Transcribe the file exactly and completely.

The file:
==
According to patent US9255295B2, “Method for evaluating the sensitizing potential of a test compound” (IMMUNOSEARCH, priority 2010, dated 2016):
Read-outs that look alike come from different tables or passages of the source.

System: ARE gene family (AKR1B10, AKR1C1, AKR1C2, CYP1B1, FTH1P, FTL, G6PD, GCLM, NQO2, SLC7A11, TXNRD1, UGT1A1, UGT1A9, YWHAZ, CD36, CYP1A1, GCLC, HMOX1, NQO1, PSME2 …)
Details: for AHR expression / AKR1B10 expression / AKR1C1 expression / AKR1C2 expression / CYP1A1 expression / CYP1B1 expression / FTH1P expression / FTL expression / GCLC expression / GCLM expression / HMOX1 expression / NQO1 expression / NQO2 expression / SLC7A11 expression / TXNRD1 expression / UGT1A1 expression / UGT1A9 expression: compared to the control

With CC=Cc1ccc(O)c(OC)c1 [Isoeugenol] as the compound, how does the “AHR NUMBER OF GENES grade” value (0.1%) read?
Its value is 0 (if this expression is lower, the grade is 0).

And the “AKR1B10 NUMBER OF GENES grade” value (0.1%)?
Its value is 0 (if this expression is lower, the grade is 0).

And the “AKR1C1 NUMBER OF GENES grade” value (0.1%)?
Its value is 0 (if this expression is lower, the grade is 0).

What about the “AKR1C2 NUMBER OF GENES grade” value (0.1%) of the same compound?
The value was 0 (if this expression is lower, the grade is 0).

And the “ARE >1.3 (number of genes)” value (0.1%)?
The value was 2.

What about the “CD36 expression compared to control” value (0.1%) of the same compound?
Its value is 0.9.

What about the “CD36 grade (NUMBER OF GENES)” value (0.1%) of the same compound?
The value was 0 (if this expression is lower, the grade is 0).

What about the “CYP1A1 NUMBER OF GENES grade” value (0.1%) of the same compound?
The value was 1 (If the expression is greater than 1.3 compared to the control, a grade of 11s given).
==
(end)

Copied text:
According to patent US9255295B2, “Method for evaluating the sensitizing potential of a test compound” (IMMUNOSEARCH, priority 2010, dated 2016):
Read-outs that look alike come from different tables or passages of the source.

System: ARE gene family (AKR1B10, AKR1C1, AKR1C2, CYP1B1, FTH1P, FTL, G6PD, GCLM, NQO2, SLC7A11, TXNRD1, UGT1A1, UGT1A9, YWHAZ, CD36, CYP1A1, GCLC, HMOX1, NQO1, PSME2 …)
Details: for AHR expression / AKR1B10 expression / AKR1C1 expression / AKR1C2 expression / CYP1A1 expression / CYP1B1 expression / FTH1P expression / FTL expression / GCLC expression / GCLM expression / HMOX1 expression / NQO1 expression / NQO2 expression / SLC7A11 expression / TXNRD1 expression / UGT1A1 expression / UGT1A9 expression: compared to the control

With CC=Cc1ccc(O)c(OC)c1 [Isoeugenol] as the compound, how does the “AHR NUMBER OF GENES grade” value (0.1%) read?
Its value is 0 (if this expression is lower, the grade is 0).

And the “AKR1B10 NUMBER OF GENES grade” value (0.1%)?
Its value is 0 (if this expression is lower, the grade is 0).

And the “AKR1C1 NUMBER OF GENES grade” value (0.1%)?
Its value is 0 (if this expression is lower, the grade is 0).

What about the “AKR1C2 NUMBER OF GENES grade” value (0.1%) of the same compound?
The value was 0 (if this expression is lower, the grade is 0).

And the “ARE >1.3 (number of genes)” value (0.1%)?
The value was 2.

What about the “CD36 expression compared to control” value (0.1%) of the same compound?
Its value is 0.9.

What about the “CD36 grade (NUMBER OF GENES)” value (0.1%) of the same compound?
The value was 0 (if this expression is lower, the grade is 0).

What about the “CYP1A1 NUMBER OF GENES grade” value (0.1%) of the same compound?
The value was 1 (If the expression is greater than 1.3 compared to the control, a grade of 11s given).